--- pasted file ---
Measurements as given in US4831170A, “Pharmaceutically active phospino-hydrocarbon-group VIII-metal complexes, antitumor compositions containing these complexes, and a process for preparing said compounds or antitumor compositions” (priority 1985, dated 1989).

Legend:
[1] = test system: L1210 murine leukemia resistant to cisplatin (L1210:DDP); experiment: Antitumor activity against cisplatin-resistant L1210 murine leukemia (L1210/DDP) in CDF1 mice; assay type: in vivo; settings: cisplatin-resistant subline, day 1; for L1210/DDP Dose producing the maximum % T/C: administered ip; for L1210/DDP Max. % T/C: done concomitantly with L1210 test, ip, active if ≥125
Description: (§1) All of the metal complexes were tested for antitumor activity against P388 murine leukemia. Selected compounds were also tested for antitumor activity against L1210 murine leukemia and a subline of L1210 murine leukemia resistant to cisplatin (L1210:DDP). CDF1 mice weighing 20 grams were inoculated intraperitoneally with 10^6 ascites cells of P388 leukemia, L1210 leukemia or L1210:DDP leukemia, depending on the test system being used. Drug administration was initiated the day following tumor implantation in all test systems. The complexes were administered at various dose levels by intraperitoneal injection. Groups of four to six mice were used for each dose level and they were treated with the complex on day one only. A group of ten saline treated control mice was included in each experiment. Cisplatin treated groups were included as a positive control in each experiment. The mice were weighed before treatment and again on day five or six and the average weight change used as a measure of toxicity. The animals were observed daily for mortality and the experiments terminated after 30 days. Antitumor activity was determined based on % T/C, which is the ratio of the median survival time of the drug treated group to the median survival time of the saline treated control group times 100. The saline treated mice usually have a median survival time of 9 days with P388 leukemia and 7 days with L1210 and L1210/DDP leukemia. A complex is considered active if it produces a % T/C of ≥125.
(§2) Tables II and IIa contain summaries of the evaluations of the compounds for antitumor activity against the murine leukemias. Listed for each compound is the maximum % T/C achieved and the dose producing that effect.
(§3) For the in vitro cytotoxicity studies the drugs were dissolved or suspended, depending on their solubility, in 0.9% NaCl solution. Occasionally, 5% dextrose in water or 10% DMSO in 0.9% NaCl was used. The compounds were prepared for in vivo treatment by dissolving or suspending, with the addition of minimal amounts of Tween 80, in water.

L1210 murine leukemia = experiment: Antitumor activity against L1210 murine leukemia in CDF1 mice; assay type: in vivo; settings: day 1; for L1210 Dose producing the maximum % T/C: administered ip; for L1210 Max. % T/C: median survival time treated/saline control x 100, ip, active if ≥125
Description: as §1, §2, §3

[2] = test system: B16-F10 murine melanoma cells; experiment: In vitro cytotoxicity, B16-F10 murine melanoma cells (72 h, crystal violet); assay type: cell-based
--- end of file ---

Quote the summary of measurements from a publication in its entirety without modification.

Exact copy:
Measurements as given in US4831170A, “Pharmaceutically active phospino-hydrocarbon-group VIII-metal complexes, antitumor compositions containing these complexes, and a process for preparing said compounds or antitumor compositions” (priority 1985, dated 1989).

Legend:
[1] = test system: L1210 murine leukemia resistant to cisplatin (L1210:DDP); experiment: Antitumor activity against cisplatin-resistant L1210 murine leukemia (L1210/DDP) in CDF1 mice; assay type: in vivo; settings: cisplatin-resistant subline, day 1; for L1210/DDP Dose producing the maximum % T/C: administered ip; for L1210/DDP Max. % T/C: done concomitantly with L1210 test, ip, active if ≥125
Description: (§1) All of the metal complexes were tested for antitumor activity against P388 murine leukemia. Selected compounds were also tested for antitumor activity against L1210 murine leukemia and a subline of L1210 murine leukemia resistant to cisplatin (L1210:DDP). CDF1 mice weighing 20 grams were inoculated intraperitoneally with 10^6 ascites cells of P388 leukemia, L1210 leukemia or L1210:DDP leukemia, depending on the test system being used. Drug administration was initiated the day following tumor implantation in all test systems. The complexes were administered at various dose levels by intraperitoneal injection. Groups of four to six mice were used for each dose level and they were treated with the complex on day one only. A group of ten saline treated control mice was included in each experiment. Cisplatin treated groups were included as a positive control in each experiment. The mice were weighed before treatment and again on day five or six and the average weight change used as a measure of toxicity. The animals were observed daily for mortality and the experiments terminated after 30 days. Antitumor activity was determined based on % T/C, which is the ratio of the median survival time of the drug treated group to the median survival time of the saline treated control group times 100. The saline treated mice usually have a median survival time of 9 days with P388 leukemia and 7 days with L1210 and L1210/DDP leukemia. A complex is considered active if it produces a % T/C of ≥125.
(§2) Tables II and IIa contain summaries of the evaluations of the compounds for antitumor activity against the murine leukemias. Listed for each compound is the maximum % T/C achieved and the dose producing that effect.
(§3) For the in vitro cytotoxicity studies the drugs were dissolved or suspended, depending on their solubility, in 0.9% NaCl solution. Occasionally, 5% dextrose in water or 10% DMSO in 0.9% NaCl was used. The compounds were prepared for in vivo treatment by dissolving or suspending, with the addition of minimal amounts of Tween 80, in water.

L1210 murine leukemia = experiment: Antitumor activity against L1210 murine leukemia in CDF1 mice; assay type: in vivo; settings: day 1; for L1210 Dose producing the maximum % T/C: administered ip; for L1210 Max. % T/C: median survival time treated/saline control x 100, ip, active if ≥125
Description: as §1, §2, §3

[2] = test system: B16-F10 murine melanoma cells; experiment: In vitro cytotoxicity, B16-F10 murine melanoma cells (72 h, crystal violet); assay type: cell-based